Basilica announces historic, ‘overdue step,’ which would study whether Detroit’s famed 19th century priest, missionary led a life of ‘heroic virtue’
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DETROIT — Fr. Gabriel Richard was described as many things — a pastor, a builder, a pioneer, a missionary, a statesman and an educator, among others.
Now, the Basilica of Ste. Anne, the parish he shepherded for more than 30 years in the early 1800s, is asking whether he might also be a saint.
At the conclusion of a Sept. 20 Mass of thanksgiving celebrating the historic parish’s newly given basilica title, Msgr. Charles Kosanke made the surprise announcement that a new guild is being formed to explore the possibility that Fr. Richard might one day be canonized.
The French Sulpician missionary, who is entombed in a side chapel of Ste. Anne, is one of the most well-known priests to have ever served the city, arriving in Detroit — then still a small town on the developing Michigan frontier — in 1798, six years after escaping persecution during the French Revolution.
Sent to minister among the native and French populations, Fr. Richard worked tirelessly to serve his flock at Ste. Anne, establishing schools, selflessly aiding the poor, building a new church and traveling vast distances to preach the Gospel at missionary outposts throughout the developing territory — not yet even a state.
In an interview with Detroit Catholic prior to the announcement, Msgr. Kosanke, Ste. Anne’s rector, said the decision to start the process toward Fr. Richard’s canonization was spurred in part by the basilica announcement.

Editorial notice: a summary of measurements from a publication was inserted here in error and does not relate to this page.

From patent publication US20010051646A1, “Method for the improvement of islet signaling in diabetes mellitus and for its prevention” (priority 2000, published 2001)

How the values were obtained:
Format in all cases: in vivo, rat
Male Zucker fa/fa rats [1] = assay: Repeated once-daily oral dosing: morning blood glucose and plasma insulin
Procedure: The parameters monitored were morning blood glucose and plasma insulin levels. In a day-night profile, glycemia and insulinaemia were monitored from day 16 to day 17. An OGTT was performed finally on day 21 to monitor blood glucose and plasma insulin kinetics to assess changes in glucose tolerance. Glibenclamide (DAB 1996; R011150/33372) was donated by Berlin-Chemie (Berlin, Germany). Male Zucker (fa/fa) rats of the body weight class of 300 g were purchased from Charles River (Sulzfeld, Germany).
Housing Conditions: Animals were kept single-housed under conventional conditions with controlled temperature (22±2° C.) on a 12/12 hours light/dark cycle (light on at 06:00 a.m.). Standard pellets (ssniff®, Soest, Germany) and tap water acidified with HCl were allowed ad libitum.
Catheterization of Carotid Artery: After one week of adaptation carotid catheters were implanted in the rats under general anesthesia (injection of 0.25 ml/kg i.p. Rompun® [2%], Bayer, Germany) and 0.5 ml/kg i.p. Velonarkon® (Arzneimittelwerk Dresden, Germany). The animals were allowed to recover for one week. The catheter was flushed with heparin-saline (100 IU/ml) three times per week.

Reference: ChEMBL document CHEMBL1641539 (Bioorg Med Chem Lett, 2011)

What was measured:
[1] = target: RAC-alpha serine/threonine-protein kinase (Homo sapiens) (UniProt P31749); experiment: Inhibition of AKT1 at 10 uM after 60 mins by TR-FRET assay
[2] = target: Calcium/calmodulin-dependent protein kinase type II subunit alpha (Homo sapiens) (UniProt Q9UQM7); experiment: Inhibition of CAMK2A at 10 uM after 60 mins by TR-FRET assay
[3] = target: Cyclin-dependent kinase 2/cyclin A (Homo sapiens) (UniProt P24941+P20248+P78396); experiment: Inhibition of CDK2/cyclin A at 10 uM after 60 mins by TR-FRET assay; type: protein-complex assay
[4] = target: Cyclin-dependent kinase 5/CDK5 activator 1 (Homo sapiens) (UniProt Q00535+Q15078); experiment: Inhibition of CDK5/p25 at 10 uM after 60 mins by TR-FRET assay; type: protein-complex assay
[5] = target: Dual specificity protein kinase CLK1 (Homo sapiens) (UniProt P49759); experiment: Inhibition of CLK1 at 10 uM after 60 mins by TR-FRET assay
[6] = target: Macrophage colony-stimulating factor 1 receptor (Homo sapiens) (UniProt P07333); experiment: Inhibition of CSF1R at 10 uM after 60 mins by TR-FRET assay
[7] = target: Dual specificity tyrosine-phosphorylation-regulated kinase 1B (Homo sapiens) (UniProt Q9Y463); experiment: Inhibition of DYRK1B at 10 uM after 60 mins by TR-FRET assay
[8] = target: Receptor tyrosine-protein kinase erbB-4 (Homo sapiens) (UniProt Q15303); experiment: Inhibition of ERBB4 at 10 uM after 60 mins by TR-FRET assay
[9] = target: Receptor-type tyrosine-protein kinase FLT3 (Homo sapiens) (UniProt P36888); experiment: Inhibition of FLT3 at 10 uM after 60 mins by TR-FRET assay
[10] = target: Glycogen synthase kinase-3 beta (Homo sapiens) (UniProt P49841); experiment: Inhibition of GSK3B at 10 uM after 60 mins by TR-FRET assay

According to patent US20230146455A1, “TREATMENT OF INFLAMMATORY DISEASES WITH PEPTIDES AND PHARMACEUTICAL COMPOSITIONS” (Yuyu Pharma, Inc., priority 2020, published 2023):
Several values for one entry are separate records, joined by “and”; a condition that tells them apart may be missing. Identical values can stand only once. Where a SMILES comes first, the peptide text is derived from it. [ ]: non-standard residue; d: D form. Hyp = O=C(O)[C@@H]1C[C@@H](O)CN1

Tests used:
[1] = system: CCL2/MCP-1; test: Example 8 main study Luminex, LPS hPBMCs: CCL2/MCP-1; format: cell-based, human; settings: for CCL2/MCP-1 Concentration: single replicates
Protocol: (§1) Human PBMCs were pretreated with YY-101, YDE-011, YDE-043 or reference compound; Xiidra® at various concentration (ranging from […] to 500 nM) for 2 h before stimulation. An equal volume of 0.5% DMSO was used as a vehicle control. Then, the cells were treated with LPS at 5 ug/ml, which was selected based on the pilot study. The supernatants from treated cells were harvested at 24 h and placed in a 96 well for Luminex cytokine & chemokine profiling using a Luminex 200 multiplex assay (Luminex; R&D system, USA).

“In some ways, it’s an overdue step,” Msgr. Kosanke said. “I was very happy when the archbishop gave the green light.”
While Archbishop Allen H. Vigneron, who was present at the Sept. 20 Mass at Ste. Anne, gave his blessing to establish the guild, Msgr. Kosanke said that doesn’t mean Fr. Richard’s canonization cause is officially opened — yet.
“This is the exploratory phase. It’s not the official process,” Msgr. Kosanke told Detroit Catholic. “It’s just establishing the guild to do the research. Once the research has been done and we believe his life does reflect heroic virtue or holiness worth promoting, the archbishop has to consult the other bishops in the province — in our case, Michigan. If the archbishop believes, along with the other bishops of Michigan, that this is worth going forward, that’s when the cause is formally opened.”
In a statement, Archbishop Vigneron said he looked forward to the guild’s work, citing Fr. Richard as an influential part of Detroit’s Catholic heritage.
“Fr. Richard was a zealous pastor whose missionary heart guided all that he did,” the archbishop said. “At a time when we in the archdiocese are coming to a renewed awareness of our missionary vocation, I am grateful that we are able to raise up Fr. Richard as a model and inspiration for our mission today.”
Born Oct. 15, 1767, in La Ville de Saintes, France, Fr. Richard entered the Society of the Priests of St. Sulpice on April 10, 1790. He was ordained Oct. 9, 1791. A year later, as the French Revolution was breaking out, Fr. Richard fled to America and initially served as a frontier missionary along the Mississippi River in modern-day Illinois.
He arrived in Detroit in June 1798, serving first as assistant pastor and later pastor of Ste. Anne, the city’s oldest parish.
When a historic fire leveled the city in 1805, Fr. Richard provided comfort and leadership, marshaling emergency tents, food supplies and medical care while beginning the arduous task of rebuilding. His most famous saying became the city’s motto: Speramus meliora; resurget cineribus — “We hope for better things; it will arise from the ashes.”